This project aims to reduce intense and pervasive mental and physical anguish experienced by Harlem’s Black community, in physical and digital spaces, as a result of the heavy burden borne by the community during this pandemic.
“The COVID-19 pandemic has disproportionately affected Black communities, both in Harlem and beyond,” Wafaa El-Sadr, the director of Columbia World Projects (CWP), said: “I am honored that CWP is launching a project that brings together Columbia scholars with community leaders to address the ongoing grief that has resulted from this pandemic.”
The project will modify a set of digital tools, such as apps, videos, and other online exercises, developed by Columbia’s Center for Complicated Grief to address prolonged grief disorder, a form of grief that is enduring and significantly disrupts the quality of daily life. The project also includes machine learning analysis, conducted by the SAFElab, of digital expressions of prolonged grief expressed by Harlem community residents. Data will be gathered to ensure that the digital tools developed are designed to best support the needs of Harlem’s Black community and other Black communities.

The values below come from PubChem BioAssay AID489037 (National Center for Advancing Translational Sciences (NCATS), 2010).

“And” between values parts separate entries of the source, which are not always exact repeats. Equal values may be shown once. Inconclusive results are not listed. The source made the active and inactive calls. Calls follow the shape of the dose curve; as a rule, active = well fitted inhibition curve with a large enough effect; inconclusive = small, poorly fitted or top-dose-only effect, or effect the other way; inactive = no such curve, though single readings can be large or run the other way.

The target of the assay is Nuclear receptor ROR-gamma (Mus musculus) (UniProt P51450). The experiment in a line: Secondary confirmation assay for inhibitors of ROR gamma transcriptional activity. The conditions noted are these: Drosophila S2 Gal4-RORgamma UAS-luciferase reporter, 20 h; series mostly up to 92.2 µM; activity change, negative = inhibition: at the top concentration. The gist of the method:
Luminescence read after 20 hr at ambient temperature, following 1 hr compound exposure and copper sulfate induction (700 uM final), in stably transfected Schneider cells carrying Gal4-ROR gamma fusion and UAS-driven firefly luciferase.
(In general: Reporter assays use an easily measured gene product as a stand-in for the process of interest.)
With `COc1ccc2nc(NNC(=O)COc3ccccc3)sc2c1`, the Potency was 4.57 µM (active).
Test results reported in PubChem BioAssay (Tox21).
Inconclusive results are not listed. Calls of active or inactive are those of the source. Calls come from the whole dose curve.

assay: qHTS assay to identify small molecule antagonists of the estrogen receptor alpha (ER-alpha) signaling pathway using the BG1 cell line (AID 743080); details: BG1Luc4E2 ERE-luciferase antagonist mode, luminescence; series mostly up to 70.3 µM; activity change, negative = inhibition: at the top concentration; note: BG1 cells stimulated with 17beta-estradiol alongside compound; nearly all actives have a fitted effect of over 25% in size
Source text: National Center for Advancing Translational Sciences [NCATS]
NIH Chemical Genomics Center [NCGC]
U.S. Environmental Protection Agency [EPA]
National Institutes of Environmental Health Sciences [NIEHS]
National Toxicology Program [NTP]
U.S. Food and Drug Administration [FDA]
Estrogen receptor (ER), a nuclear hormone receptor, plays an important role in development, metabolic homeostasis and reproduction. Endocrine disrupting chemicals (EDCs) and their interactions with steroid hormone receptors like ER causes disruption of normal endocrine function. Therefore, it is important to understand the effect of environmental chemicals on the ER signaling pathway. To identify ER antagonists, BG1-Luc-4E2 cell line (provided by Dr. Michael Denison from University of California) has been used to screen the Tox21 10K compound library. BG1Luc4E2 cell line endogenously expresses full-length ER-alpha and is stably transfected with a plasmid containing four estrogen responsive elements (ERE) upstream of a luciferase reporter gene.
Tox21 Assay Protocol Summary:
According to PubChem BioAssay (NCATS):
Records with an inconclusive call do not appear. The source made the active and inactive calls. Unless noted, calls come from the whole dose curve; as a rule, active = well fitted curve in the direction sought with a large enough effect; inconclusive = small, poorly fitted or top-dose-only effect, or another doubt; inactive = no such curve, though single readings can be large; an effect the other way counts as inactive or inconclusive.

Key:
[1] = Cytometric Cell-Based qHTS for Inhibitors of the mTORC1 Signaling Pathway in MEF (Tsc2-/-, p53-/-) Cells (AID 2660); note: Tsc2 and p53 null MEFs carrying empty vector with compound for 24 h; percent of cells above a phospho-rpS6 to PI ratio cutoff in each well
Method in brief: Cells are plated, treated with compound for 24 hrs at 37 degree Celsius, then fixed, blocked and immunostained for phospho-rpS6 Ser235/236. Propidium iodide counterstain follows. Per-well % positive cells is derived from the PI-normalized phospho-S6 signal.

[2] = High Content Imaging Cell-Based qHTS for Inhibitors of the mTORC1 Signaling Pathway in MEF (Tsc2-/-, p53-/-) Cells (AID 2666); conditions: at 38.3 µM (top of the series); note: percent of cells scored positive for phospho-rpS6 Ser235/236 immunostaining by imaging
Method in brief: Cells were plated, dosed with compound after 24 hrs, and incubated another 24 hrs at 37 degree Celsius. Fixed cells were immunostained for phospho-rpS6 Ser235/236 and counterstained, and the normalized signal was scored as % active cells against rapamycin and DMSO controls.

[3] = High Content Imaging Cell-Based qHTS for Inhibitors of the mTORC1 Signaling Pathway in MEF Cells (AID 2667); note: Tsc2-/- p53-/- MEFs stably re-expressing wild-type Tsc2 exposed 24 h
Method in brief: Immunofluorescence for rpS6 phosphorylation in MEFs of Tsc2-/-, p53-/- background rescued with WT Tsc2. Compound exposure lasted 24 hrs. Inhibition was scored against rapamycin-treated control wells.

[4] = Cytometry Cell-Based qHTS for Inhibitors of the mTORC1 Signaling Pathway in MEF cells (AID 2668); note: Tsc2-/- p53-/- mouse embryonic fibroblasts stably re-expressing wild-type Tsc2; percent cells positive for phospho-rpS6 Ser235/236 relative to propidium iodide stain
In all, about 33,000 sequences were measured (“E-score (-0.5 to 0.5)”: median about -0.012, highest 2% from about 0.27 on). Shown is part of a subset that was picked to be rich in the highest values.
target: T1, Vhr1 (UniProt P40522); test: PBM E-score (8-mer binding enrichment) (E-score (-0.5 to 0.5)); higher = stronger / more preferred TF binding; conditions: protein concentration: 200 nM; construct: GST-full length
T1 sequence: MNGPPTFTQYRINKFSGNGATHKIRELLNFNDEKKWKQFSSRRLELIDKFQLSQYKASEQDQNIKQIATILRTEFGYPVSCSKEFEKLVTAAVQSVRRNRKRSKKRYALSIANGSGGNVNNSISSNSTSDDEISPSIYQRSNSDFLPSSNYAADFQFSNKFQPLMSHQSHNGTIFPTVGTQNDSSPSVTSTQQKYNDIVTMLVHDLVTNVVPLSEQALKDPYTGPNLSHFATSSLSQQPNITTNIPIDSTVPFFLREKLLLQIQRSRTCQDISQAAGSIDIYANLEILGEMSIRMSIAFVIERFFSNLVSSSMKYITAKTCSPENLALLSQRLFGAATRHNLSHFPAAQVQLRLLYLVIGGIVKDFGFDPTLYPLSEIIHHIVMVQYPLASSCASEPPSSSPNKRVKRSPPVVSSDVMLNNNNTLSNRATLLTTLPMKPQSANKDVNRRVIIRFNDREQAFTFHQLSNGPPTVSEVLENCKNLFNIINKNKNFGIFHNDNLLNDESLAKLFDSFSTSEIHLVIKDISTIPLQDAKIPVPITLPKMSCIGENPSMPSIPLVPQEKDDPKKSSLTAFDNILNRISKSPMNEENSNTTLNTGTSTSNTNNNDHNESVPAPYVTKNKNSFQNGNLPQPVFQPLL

“The COVID-19 pandemic has had a devastating impact on our community, and many families have been gripped by unprecedented grief. The aftermath and problems of prolonged grief endured by many Harlem residents who have lost loved ones must be addressed, and this project will offer invaluable insight and tools for living amid the nightmare of such painful realities,” Dr. Johnnie M. Green Jr. said.
This is the third project to launch as part of Columbia World Projects’ ongoing work to address the COVID-19 pandemic. The other projects are a digital mental health care project in partnership with the New York State Office of Mental Health (NYS OMH), and a project aiming to increase COVID-19 Vaccine Confidence, which is using data science and artificial intelligence to increase public confidence in the vaccine.